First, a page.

New Video- Awkward Moments With an Awkward Transkid

AAAAAANNNNND Here it finally is. Well, the wait probably wasn’t worth it if you were waiting, and if you were, well…
It’s awkward. Very! In fact, because I’m just so naturally awkward, I decided to make a video about awkward moments as a transperson, this time only regarding your name and body image.
Warning- The big rant/lecture/purpose of this video truly begins at about 8 minutes in, so feel free to skip the awkward hand and face gestures up to that point, but it will defeat the purpose of the video in it’s entirety. I hope you enjoy it as much as I did making it, and I apologize for giving you an ‘awwwkward morning’ 🙂

See what I did there?



Finding Love, Faith, and Peace in a Transgender Life

Wouldn’t we all like to have somebody to love us unconditionally?

Maybe find it within ourselves to picture something bigger than us? Or even know that we at a personal level are happy with what we’ve become in life?
None of this is easy to find, and nobody should ever tell you that you have to make those decisions now. Let me these down a bit.

Every one secretly hopes someone is going to come along one day and sweep them off their feet, however it is that they may picture .it in their minds. And of course  are those of us who are impatient and anxious. Being Trans* can open a whole new slew of fear in the world of romance- who would want to put up with this? I can’t even stand it! Oh gosh, how do I even tell them? What will their family say? What if they want to be physical?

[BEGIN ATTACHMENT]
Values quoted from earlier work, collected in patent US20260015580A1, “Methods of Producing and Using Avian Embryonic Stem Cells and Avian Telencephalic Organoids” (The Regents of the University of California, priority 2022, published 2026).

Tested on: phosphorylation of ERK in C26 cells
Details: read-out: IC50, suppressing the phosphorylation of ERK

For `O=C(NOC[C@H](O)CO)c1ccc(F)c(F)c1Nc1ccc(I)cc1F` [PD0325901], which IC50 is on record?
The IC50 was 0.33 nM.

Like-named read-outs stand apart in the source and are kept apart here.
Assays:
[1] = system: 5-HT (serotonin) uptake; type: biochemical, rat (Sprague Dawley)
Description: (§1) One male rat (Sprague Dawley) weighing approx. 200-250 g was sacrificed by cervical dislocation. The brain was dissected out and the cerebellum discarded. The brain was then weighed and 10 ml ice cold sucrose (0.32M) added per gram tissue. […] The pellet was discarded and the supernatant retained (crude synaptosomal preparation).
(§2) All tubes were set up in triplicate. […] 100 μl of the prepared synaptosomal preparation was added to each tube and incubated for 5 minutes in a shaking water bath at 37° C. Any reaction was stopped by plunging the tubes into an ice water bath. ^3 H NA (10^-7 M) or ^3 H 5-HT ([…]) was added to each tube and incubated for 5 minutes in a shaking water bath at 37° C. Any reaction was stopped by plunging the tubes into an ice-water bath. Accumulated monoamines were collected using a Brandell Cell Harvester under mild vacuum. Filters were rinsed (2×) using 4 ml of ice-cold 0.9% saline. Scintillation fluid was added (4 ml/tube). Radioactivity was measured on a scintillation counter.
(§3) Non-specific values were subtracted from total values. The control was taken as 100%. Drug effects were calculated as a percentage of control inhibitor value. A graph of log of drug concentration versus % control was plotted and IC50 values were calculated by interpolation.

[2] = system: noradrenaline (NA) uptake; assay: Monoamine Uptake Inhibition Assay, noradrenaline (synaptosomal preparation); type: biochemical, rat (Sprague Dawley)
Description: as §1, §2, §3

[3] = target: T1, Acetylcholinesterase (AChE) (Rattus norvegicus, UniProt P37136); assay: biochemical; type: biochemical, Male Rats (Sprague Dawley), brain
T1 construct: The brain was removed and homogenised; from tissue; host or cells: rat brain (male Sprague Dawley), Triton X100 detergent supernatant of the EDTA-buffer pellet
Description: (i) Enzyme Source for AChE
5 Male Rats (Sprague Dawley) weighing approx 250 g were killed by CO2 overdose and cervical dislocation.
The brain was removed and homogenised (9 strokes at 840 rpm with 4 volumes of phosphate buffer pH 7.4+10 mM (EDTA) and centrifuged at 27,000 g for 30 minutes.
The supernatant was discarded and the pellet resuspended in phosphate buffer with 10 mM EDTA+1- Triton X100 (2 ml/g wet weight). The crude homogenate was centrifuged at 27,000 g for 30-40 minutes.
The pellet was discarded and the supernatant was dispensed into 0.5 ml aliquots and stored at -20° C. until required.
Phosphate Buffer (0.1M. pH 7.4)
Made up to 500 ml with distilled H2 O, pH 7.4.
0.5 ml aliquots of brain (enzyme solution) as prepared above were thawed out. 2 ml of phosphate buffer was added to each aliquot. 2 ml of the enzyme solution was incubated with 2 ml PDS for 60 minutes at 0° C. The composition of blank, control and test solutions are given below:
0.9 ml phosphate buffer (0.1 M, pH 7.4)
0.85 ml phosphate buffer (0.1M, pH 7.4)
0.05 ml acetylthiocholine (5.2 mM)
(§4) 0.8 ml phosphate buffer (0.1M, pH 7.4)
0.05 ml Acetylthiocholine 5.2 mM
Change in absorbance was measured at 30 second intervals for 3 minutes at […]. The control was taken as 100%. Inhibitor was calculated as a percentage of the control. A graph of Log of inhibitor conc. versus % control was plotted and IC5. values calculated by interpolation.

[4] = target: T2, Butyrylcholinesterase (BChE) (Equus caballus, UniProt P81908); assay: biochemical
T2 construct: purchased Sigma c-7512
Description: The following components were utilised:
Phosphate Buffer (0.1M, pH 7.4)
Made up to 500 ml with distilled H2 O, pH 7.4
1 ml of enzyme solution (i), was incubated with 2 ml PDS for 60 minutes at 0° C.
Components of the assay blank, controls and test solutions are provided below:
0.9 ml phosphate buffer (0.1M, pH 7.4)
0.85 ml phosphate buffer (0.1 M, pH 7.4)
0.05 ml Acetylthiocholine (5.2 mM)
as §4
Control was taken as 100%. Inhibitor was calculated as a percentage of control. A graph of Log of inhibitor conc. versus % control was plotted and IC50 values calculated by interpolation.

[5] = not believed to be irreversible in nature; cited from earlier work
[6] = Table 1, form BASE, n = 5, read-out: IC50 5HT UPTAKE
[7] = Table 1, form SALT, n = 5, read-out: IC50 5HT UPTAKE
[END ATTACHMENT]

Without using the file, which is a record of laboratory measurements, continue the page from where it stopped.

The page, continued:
Hold still my friends, because chances are if that’s what you’re worried about, you aren’t ready for that type of relationship. A person who truly loves you will stand with you through this, no matter what “stage” you might be at. They won’t care about your body unless it’s not healthy, and they want to help you. Love is tricky in that it appears sometimes in the strangest of ways, but it won’t be below your belt. When the time is right, someone will come along. Don’t settle on someone close by because they might be Transgender too, or some letter from the LGBT alphabet soup that you think makes you more “legitimately” transgender. It doesn’t work like that. The girl I’d never give up for anything is bisexual, but she leans towards girls. Does that mean she’s wrong for me? No. Does that mean I should quit transitioning? No. Does that mean she’s planning to leave me for someone else? Only if I treat her badly. Love is patient, love is kind, love is a whole lot of mysterious things that should not be categorized by general preference.